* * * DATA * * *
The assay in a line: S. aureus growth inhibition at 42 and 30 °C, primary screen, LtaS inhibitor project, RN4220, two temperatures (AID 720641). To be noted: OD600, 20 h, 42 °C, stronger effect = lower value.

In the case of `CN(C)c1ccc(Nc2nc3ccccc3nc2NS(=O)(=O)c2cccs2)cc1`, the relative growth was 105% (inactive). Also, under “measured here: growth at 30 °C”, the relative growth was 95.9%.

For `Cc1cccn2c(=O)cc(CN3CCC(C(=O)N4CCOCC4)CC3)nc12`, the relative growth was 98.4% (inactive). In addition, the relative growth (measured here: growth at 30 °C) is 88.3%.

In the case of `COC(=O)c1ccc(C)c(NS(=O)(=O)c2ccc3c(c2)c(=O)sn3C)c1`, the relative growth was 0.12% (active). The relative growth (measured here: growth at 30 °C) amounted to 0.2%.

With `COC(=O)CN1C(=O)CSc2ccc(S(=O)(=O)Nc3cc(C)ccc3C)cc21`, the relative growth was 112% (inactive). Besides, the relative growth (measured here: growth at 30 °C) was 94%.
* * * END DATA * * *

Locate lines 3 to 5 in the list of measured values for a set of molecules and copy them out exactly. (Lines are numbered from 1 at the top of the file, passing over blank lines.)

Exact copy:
For `Cc1cccn2c(=O)cc(CN3CCC(C(=O)N4CCOCC4)CC3)nc12`, the relative growth was 98.4% (inactive). In addition, the relative growth (measured here: growth at 30 °C) is 88.3%.

In the case of `COC(=O)c1ccc(C)c(NS(=O)(=O)c2ccc3c(c2)c(=O)sn3C)c1`, the relative growth was 0.12% (active). The relative growth (measured here: growth at 30 °C) amounted to 0.2%.

With `COC(=O)CN1C(=O)CSc2ccc(S(=O)(=O)Nc3cc(C)ccc3C)cc21`, the relative growth was 112% (inactive). Besides, the relative growth (measured here: growth at 30 °C) was 94%.